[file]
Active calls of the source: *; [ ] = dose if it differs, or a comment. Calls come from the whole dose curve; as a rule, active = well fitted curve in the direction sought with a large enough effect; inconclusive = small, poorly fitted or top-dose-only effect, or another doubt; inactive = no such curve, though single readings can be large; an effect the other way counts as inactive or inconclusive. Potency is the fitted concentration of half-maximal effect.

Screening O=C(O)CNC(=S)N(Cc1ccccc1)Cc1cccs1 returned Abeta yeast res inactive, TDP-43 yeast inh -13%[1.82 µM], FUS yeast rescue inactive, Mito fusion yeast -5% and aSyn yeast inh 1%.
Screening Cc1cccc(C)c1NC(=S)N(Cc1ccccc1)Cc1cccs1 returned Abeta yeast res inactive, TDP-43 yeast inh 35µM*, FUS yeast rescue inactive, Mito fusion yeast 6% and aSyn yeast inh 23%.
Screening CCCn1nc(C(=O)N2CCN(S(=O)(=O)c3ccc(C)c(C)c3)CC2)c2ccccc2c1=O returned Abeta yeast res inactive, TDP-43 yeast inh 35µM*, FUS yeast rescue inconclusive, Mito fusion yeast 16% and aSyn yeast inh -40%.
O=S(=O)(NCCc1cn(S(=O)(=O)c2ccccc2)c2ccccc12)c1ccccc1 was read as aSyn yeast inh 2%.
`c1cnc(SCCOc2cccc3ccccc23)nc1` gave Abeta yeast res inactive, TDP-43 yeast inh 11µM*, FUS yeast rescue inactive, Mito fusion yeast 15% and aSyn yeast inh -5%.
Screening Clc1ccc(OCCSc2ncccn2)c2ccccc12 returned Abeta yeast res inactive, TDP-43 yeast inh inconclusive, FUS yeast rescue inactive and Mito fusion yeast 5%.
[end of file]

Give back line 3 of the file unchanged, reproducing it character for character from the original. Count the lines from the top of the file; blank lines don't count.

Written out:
Screening Cc1cccc(C)c1NC(=S)N(Cc1ccccc1)Cc1cccs1 returned Abeta yeast res inactive, TDP-43 yeast inh 35µM*, FUS yeast rescue inactive, Mito fusion yeast 6% and aSyn yeast inh 23%.